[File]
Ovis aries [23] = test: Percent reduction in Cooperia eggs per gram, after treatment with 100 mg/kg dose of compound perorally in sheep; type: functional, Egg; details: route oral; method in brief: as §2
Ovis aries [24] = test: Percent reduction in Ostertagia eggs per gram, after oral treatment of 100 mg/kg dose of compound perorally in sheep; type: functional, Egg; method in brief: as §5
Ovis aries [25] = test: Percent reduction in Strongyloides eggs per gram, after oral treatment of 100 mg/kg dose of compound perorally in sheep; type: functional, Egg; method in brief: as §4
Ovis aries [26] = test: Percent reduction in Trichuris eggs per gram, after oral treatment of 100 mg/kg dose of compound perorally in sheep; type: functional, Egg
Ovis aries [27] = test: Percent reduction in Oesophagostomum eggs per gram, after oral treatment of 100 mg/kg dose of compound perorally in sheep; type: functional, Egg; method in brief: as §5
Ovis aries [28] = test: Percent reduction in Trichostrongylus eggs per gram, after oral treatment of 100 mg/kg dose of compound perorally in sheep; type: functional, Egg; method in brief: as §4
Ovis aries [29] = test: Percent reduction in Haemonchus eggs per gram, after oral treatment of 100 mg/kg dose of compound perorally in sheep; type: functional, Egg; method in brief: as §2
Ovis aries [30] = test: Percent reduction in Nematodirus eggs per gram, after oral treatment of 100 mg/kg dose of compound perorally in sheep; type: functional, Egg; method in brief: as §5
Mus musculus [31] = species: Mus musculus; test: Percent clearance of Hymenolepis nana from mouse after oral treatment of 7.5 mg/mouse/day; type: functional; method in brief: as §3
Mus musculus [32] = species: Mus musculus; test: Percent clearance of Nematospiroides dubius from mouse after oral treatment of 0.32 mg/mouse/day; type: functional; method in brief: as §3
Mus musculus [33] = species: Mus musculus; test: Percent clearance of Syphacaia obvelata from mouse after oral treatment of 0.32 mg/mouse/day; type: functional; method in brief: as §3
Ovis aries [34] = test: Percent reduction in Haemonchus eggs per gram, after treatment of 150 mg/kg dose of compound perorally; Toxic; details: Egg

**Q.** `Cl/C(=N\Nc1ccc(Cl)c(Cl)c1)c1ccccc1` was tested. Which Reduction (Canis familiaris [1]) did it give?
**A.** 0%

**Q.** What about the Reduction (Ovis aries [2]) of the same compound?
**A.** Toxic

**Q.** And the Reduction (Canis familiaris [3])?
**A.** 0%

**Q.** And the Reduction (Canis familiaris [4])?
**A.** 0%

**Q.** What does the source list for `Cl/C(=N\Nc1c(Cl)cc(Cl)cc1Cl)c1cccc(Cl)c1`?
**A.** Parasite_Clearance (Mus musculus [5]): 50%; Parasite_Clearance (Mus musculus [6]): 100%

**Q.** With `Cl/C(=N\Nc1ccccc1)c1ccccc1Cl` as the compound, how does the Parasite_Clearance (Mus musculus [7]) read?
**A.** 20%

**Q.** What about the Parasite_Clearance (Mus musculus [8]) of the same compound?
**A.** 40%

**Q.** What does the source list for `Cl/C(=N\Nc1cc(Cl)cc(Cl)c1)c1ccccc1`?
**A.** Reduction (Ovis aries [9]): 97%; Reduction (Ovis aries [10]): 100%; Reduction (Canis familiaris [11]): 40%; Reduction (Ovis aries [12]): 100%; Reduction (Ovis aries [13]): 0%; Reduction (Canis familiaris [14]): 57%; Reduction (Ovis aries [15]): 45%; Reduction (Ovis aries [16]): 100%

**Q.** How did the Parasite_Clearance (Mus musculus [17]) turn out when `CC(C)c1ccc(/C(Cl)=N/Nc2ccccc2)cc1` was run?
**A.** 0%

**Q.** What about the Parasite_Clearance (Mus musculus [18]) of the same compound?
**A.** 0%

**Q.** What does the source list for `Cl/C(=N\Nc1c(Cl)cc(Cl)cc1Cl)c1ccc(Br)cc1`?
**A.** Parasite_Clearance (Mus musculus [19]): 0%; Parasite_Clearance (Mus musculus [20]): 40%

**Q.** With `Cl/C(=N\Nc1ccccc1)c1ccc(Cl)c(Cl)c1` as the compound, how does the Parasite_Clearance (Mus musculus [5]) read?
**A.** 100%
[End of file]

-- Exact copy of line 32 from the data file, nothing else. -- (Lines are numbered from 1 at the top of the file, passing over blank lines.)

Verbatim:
**A.** 0%